This Saturday sees a return to the northern leg of the book tour. The Frank’s Wild Years flag will be planted in Doncaster Waterstones from 11am (Leeds likewise on Saturday 19th May).
As authors, increasingly aware in a crowded market that writing, publishing and promoting a book are only half the story, the need to project a ‘brand’ has become something of a pre-occupation. In many ways this flies against creative instincts: focus should be on the work; art is art and marketing and sales are someone else’s job. Not so, you’re involved. And when it takes you into the high street, you’re on your own.
Herein lies a contradiction: if you’re brand is anti-brand and your image is an honest one, the thought of selling yourself brings to mind bullshit merchants like Stuart Baggs – ‘The Brand’ (Apprentice, Season 6): "I’m not a one-trickpony, I’m not a 10-trick pony, I have a whole field of ponies – and they’re literally all running towards this job." As if Alan Partridge had been hired as script editor and the brand in question is needy, Thatcherite lunkhead.
So how do you place yourself? You think you’ve got a good book, and so do most of the people who’ve read it. How do you translate that into selling to strangers on Saturday mornings? I don’t have all the answers by a long stretch, but in anticipation of one day achieving ‘the perfect signing’, here are some observations from the story so far:
1. Leave your expectations at the door. You can do all the local press and radio you like; the shop may even print out a sheet of A4 with your name on it and sellotape it to the window half an hour before you get there – with all this advance publicity, surely people will come. This is no baseball movie. Chances are you’ll need to sniff out potential buyers in-store like a truffle pig on caffeine swill. The reading public want your book, they just don’t know it yet. So …
2. Prepare your pitch. This doesn’t mean take a tent and hide in it for three hours, emerging like an angry badger to sign a book once in a while. It means having a pretty good idea what you’re going to say. Script it if necessary. After all, this is a performance. For me, selling a book whose soul is in a few square miles of South East London was not a great opener in Yorkshire. Kicking off with ‘What kind of (in my case crime) fiction do you like?’ works better. Just chat. You know they’ll love the book if they read it.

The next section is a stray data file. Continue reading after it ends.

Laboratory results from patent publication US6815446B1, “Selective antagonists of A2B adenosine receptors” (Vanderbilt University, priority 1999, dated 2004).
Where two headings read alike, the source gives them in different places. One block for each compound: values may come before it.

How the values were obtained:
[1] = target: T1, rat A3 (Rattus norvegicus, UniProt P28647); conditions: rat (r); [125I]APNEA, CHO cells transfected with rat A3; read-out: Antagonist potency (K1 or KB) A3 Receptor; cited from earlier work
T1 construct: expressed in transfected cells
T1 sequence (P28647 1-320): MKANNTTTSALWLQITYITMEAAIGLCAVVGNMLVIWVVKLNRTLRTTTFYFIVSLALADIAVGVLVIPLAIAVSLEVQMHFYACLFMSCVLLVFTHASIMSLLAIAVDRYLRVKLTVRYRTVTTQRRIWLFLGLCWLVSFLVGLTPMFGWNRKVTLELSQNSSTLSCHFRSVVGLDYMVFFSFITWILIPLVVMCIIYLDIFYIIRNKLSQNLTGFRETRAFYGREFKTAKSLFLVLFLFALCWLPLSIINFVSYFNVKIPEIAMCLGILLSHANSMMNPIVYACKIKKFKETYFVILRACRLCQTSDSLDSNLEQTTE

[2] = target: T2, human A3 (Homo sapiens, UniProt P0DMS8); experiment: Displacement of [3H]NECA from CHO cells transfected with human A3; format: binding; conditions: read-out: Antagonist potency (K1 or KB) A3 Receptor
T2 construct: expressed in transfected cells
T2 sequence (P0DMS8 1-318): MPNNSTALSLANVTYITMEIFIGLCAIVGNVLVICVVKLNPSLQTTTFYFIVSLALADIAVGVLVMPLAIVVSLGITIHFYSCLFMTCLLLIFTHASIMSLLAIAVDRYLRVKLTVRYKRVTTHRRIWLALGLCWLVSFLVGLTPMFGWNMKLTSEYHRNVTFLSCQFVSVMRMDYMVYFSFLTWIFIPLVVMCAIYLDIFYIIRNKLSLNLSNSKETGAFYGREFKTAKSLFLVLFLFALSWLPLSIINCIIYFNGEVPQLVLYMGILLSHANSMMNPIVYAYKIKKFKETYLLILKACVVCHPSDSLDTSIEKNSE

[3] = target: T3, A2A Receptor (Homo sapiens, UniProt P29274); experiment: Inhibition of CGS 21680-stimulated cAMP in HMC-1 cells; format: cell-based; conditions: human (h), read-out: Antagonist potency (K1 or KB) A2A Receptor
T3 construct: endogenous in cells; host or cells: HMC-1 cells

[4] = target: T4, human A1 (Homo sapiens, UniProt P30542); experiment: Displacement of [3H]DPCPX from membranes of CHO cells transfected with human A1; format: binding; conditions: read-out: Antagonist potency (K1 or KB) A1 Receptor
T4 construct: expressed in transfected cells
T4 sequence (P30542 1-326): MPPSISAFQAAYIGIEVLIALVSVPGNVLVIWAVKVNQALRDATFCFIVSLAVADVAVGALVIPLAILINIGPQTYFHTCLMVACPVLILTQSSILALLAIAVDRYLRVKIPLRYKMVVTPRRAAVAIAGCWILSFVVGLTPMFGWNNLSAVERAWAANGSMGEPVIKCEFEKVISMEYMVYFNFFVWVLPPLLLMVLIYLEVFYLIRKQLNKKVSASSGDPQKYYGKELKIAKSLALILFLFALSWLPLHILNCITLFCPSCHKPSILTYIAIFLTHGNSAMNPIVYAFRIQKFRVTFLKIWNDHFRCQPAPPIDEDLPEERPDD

3. Some people just want to browse. It’s Saturday morning, your free time is for shopping and meeting friends and that other stuff non-freelancers do on weekends. You’ve nipped into Waterstones for a quiet twenty-minutes noodling around the shelves. Then some sales-hungry tart of an author catches your eye and asks for a minute of your time. Answer: ‘Go away I’m browsing.’ It’s going to happen, sometimes rudely. Get used to it. Not every punter is Clarence Beeks.
|Clarence Beeks - not a very nice man|
4. Try to ensure you’re not signing in competition – tricky one this, having the author of a BBC Radio 4 book of the week sitting across the other side of a very small store at the same time as you’re trying to hustle punters into buying your book is, in contemporary management speak, a pain in the arse. Truth is, this kind of setback is going to happen. How do you handle it? Smile like you mean it, work it and sell more!
5. And finally, this is your book, your opportunity. If it’s a slow day, if you’ve worked your arse off, if your jaw positively aches from smiling (like you mean it), if your pitch sounds like it’s wearing thinner than a Primark vest, none of this should be allowed to reflect on you or your book. Stay positive, defiantly positive if needs be. And if all else fails, just ask yourself, what would Mark E Smith do?
|What would Mark E Smith do?|